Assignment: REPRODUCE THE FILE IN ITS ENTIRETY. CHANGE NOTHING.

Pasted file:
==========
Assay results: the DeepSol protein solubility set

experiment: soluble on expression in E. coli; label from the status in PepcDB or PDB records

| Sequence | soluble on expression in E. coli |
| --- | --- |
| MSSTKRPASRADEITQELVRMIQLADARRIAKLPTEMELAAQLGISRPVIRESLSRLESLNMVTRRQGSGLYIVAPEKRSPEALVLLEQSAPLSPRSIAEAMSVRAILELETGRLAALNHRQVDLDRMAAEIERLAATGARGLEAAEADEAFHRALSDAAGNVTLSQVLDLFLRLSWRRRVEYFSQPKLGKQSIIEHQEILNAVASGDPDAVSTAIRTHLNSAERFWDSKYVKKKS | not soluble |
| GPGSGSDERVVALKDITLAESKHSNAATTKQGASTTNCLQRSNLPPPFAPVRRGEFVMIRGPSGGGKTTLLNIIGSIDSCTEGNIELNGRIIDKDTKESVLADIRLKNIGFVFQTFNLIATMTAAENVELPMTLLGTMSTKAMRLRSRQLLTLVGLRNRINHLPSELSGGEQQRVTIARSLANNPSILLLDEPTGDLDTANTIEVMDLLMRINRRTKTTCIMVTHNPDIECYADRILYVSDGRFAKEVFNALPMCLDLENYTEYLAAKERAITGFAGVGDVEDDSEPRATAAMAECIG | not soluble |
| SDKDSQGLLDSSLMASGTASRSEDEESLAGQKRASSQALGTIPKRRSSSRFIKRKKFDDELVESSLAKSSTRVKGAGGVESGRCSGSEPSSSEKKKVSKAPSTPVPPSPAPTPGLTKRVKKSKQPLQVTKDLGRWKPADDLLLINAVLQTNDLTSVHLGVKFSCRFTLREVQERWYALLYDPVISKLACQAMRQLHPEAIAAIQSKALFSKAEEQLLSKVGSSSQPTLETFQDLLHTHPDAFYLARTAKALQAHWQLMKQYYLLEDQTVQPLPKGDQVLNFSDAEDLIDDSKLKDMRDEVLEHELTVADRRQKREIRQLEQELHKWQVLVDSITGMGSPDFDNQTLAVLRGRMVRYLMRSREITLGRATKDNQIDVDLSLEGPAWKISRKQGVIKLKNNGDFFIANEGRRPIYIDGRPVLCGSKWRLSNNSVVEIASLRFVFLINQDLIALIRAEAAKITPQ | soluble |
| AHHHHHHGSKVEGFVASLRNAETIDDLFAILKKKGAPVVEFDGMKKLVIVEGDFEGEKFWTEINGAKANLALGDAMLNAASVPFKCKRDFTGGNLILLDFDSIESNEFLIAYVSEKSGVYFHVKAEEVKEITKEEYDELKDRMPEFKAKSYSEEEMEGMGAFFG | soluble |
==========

Assay results: the DeepSol protein solubility set

experiment: soluble on expression in E. coli; label from the status in PepcDB or PDB records

| Sequence | soluble on expression in E. coli |
| --- | --- |
| MSSTKRPASRADEITQELVRMIQLADARRIAKLPTEMELAAQLGISRPVIRESLSRLESLNMVTRRQGSGLYIVAPEKRSPEALVLLEQSAPLSPRSIAEAMSVRAILELETGRLAALNHRQVDLDRMAAEIERLAATGARGLEAAEADEAFHRALSDAAGNVTLSQVLDLFLRLSWRRRVEYFSQPKLGKQSIIEHQEILNAVASGDPDAVSTAIRTHLNSAERFWDSKYVKKKS | not soluble |
| GPGSGSDERVVALKDITLAESKHSNAATTKQGASTTNCLQRSNLPPPFAPVRRGEFVMIRGPSGGGKTTLLNIIGSIDSCTEGNIELNGRIIDKDTKESVLADIRLKNIGFVFQTFNLIATMTAAENVELPMTLLGTMSTKAMRLRSRQLLTLVGLRNRINHLPSELSGGEQQRVTIARSLANNPSILLLDEPTGDLDTANTIEVMDLLMRINRRTKTTCIMVTHNPDIECYADRILYVSDGRFAKEVFNALPMCLDLENYTEYLAAKERAITGFAGVGDVEDDSEPRATAAMAECIG | not soluble |
| SDKDSQGLLDSSLMASGTASRSEDEESLAGQKRASSQALGTIPKRRSSSRFIKRKKFDDELVESSLAKSSTRVKGAGGVESGRCSGSEPSSSEKKKVSKAPSTPVPPSPAPTPGLTKRVKKSKQPLQVTKDLGRWKPADDLLLINAVLQTNDLTSVHLGVKFSCRFTLREVQERWYALLYDPVISKLACQAMRQLHPEAIAAIQSKALFSKAEEQLLSKVGSSSQPTLETFQDLLHTHPDAFYLARTAKALQAHWQLMKQYYLLEDQTVQPLPKGDQVLNFSDAEDLIDDSKLKDMRDEVLEHELTVADRRQKREIRQLEQELHKWQVLVDSITGMGSPDFDNQTLAVLRGRMVRYLMRSREITLGRATKDNQIDVDLSLEGPAWKISRKQGVIKLKNNGDFFIANEGRRPIYIDGRPVLCGSKWRLSNNSVVEIASLRFVFLINQDLIALIRAEAAKITPQ | soluble |
| AHHHHHHGSKVEGFVASLRNAETIDDLFAILKKKGAPVVEFDGMKKLVIVEGDFEGEKFWTEINGAKANLALGDAMLNAASVPFKCKRDFTGGNLILLDFDSIESNEFLIAYVSEKSGVYFHVKAEEVKEITKEEYDELKDRMPEFKAKSYSEEEMEGMGAFFG | soluble |